Sinovac publishes ‘promising’ interim trial data for elderly
Published: Feb 04, 2021 12:26 PM Updated: Feb 04, 2021 08:26 PM

Sinovac photo: Li Hao/GT

Promising interim data released by China's COVID-19 developer Sinovac regarding its vaccines on elderly people will push forward China's efforts to streamline its vaccine rollout for seniors and consolidate the country's plan to establish herd immunity. Yet scientists urged caution and incremental administration of inoculations on this vulnerable group, after having witnessed adverse reactions and deaths in Western countries suspected to be caused by vaccinations. 

Sinovac has released Phase-I and Phase-II clinical trial data on healthy adults aged 60 years old and above which shows the vaccine will be safe and stable in older adults, according to a document Sinovac sent to the Global Times on Thursday.

The Phase-I and Phase-II clinical trials by Sinovac have included 422 adults aged 60 years and older in Renqiu city, North China's Hebei Province between May and June 2020. 

Vaccine efficacy is usually reduced in older adults due to their failing immune systems, but findings showed Sinovac's vaccine is well tolerated by the body and immunogenic in healthy adults aged 60 years and older, with neutralizing antibody responses to live coronavirus not reduced in this key group. 

All adverse reactions were of mild or moderate severity. The most frequently reported reactions were injection site pain, which occurred among 39 participants, and fever, which occurred among 14 people. Most of the adverse reactions occurred within seven days of vaccination and participants recovered within 48 hours.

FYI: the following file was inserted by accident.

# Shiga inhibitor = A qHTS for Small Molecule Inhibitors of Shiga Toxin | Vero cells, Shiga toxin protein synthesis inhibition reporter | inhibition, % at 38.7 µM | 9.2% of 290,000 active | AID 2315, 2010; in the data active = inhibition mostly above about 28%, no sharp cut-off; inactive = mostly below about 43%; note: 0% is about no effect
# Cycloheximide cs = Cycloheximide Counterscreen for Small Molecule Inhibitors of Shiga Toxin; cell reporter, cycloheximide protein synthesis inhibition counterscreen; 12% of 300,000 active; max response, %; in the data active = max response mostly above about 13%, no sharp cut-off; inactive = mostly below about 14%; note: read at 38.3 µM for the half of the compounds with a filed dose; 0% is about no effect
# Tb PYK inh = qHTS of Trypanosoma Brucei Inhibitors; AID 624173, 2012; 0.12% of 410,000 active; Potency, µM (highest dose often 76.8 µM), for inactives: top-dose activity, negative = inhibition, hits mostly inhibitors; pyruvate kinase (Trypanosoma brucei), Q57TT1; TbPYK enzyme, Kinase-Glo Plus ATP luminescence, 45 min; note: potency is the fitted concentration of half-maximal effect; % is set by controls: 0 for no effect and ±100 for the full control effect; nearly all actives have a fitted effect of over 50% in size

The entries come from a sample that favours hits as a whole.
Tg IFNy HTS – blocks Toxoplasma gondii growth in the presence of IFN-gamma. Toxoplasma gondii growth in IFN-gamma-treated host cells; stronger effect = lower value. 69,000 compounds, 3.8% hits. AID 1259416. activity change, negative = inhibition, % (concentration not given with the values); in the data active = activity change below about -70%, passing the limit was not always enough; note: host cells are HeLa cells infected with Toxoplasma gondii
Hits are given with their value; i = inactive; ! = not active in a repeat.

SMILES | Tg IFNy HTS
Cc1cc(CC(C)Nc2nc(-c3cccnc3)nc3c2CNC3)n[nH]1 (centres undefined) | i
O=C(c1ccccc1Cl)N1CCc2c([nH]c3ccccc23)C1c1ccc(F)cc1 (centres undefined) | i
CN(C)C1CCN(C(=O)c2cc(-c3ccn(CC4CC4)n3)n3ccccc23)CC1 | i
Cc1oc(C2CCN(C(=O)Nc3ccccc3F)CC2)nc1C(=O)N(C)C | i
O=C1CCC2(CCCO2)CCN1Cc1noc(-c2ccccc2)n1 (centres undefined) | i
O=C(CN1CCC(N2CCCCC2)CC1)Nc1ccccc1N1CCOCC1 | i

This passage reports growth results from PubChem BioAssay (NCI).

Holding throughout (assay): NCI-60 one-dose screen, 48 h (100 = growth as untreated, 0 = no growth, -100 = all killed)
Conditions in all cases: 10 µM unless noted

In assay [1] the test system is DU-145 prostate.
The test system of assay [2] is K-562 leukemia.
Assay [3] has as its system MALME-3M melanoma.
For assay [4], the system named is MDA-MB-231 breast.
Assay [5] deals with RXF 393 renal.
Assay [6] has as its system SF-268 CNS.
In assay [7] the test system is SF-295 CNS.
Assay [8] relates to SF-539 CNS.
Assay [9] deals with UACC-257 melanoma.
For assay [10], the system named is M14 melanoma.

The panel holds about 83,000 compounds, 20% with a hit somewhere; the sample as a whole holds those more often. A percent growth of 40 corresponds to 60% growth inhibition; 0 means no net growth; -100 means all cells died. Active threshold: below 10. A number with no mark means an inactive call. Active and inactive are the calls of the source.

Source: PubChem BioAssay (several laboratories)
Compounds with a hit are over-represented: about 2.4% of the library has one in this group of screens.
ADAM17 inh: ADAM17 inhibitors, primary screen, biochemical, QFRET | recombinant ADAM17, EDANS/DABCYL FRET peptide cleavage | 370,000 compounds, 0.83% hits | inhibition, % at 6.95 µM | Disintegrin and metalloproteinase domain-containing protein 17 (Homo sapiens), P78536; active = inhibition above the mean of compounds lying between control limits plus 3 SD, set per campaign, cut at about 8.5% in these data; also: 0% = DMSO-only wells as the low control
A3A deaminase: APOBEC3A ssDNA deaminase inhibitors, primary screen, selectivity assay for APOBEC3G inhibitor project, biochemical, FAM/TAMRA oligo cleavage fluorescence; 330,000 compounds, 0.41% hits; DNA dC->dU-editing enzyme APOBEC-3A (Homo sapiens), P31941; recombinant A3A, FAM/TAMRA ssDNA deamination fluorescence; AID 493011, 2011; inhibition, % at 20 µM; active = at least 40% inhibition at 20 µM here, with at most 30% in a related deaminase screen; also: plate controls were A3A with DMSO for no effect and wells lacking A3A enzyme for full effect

Sinovac's findings were released in the Lancet medical journal on Wednesday. It was the first report of an inactivated SARS-CoV-2 vaccine tested in adults aged 60 years old and above. 

This was hailed by Chinese vaccine experts as a good sign that heralds approval and expansion of the use of the COVID-19 vaccine in elderly groups.

Feng Duojia, president of the China Vaccine Industry Association, told the Global Times on Thursday that Phase-III data and approval from drug authorities are needed for elderly people to be vaccinated. 

The Phase-II data for senior adults cannot represent the Phase-III efficacy data, because the Phase-II trial primarily monitored antibody levels, whereas the Phase-III data evaluated the infection risk reduction levels through assessing the number of COVID-19 cases in the double-blind, placebo-controlled trials, a representative of Sinovac told the Global Times on Thursday.

Feng noted that Sinovac and Sinopharm, another Chinese COVID-19 vaccine producer which has already been granted conditional market approval, are both likely to announce their Phase-III data on elderly and juvenile groups around the Chinese New Year holidays, which begins on February 12.

Sinovac vaccines induced neutralizing antibody responses to live novel coronavirus in adults aged 60 and above, according to the results from the Phase-I and Phase-II clinical trials. All adverse reactions observed among elderly groups were of mild or moderate severity. Graphic: Feng Qingyin/GT

Cautiously stepping forward

Jiang Chunlai, a professor from Jilin University's School of Life Sciences, told the Global Times on Thursday that as a normal procedure to push forward vaccines, elderly groups should have been categorized into the first tier of vaccinations. 

Yet, he noted that caution remains for China to push forward the vaccination of the elderly, as the seniors actually have significantly lower levels of early side effects. "Also, clinical trials on the elderly should be put under more scrutiny," said Jiang. 

Scientists also cited examples of recent deaths among elderly people in Norway in mid-January after having inoculated vaccines against COVID-19.